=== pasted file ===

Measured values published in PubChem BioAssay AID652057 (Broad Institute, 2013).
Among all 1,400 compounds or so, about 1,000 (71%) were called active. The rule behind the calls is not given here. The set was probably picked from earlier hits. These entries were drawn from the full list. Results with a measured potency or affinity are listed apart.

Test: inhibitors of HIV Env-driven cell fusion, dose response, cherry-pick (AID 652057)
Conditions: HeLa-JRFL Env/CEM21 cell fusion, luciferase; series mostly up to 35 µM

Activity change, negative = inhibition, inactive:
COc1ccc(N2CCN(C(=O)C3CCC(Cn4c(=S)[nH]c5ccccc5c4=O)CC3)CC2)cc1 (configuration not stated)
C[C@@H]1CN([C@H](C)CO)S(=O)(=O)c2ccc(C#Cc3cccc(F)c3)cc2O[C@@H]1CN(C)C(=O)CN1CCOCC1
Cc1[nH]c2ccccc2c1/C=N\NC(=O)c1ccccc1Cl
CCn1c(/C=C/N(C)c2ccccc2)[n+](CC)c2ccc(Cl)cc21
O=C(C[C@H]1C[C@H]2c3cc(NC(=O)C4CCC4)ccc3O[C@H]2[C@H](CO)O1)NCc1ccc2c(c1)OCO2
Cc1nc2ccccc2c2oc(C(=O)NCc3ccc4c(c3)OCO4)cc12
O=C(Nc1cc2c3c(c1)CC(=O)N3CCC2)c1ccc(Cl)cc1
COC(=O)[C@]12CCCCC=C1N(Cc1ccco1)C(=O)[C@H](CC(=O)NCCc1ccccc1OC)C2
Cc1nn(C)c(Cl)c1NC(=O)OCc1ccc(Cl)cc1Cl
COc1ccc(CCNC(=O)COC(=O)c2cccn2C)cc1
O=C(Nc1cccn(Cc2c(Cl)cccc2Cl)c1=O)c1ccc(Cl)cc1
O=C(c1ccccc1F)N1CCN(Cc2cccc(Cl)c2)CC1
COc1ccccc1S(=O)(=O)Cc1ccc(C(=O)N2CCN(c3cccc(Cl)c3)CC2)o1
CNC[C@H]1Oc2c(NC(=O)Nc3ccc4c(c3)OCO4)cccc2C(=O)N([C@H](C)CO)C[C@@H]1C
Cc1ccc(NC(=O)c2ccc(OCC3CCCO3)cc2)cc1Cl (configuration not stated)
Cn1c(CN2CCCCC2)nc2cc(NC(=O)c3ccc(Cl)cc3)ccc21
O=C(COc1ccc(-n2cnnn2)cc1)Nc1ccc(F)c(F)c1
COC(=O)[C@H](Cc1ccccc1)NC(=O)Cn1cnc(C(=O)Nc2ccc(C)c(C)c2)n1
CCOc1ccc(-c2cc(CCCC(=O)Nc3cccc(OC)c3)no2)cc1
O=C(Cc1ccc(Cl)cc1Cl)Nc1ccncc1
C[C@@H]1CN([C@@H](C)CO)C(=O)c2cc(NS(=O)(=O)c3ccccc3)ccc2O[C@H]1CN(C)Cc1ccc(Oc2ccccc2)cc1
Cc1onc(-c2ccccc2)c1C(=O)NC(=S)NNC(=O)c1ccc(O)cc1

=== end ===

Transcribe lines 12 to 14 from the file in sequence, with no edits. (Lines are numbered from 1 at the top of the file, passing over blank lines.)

O=C(Nc1cc2c3c(c1)CC(=O)N3CCC2)c1ccc(Cl)cc1
COC(=O)[C@]12CCCCC=C1N(Cc1ccco1)C(=O)[C@H](CC(=O)NCCc1ccccc1OC)C2
Cc1nn(C)c(Cl)c1NC(=O)OCc1ccc(Cl)cc1Cl